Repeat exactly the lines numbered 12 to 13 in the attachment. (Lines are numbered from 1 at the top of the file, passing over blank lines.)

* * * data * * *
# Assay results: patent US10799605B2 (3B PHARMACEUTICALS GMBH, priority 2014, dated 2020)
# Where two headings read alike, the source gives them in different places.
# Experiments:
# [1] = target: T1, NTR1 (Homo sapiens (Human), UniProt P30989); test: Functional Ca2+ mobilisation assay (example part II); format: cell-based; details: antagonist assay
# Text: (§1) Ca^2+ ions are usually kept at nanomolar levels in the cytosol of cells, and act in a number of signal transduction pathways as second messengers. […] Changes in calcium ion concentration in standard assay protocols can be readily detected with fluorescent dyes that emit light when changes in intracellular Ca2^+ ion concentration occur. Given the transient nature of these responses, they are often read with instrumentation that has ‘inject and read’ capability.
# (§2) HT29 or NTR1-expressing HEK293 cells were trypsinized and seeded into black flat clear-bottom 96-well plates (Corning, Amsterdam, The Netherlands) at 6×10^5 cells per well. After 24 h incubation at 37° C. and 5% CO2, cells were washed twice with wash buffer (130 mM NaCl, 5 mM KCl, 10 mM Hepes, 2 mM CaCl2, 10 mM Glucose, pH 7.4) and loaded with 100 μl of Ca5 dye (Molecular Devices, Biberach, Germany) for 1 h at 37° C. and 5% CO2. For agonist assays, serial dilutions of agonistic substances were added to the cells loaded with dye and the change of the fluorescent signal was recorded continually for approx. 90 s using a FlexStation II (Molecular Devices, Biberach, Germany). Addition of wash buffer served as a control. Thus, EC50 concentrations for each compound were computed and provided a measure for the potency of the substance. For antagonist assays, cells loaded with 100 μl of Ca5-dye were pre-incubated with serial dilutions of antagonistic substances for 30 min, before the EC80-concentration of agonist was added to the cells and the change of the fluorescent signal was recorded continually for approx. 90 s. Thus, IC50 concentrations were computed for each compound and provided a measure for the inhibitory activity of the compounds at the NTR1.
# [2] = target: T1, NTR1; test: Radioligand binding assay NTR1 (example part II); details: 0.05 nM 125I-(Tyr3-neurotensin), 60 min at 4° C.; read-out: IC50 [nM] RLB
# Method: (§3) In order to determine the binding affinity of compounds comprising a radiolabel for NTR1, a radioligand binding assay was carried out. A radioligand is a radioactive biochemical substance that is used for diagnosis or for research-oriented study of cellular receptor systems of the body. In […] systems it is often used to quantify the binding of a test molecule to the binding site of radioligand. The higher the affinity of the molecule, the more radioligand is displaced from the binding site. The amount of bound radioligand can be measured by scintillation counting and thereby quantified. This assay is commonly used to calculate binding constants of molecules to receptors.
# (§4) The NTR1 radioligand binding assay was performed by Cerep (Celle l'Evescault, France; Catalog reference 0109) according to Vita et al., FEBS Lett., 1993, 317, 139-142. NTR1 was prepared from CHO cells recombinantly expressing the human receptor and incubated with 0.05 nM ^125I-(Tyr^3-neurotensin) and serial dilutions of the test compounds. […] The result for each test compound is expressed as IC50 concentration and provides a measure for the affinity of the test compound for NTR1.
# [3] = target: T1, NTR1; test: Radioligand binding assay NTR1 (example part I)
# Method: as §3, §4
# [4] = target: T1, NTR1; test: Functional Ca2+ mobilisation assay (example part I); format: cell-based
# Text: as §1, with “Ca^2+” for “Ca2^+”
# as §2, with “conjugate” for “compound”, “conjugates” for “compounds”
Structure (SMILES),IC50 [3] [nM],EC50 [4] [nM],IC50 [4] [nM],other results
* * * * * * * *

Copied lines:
# [4] = target: T1, NTR1; test: Functional Ca2+ mobilisation assay (example part I); format: cell-based
# Text: as §1, with “Ca^2+” for “Ca2^+”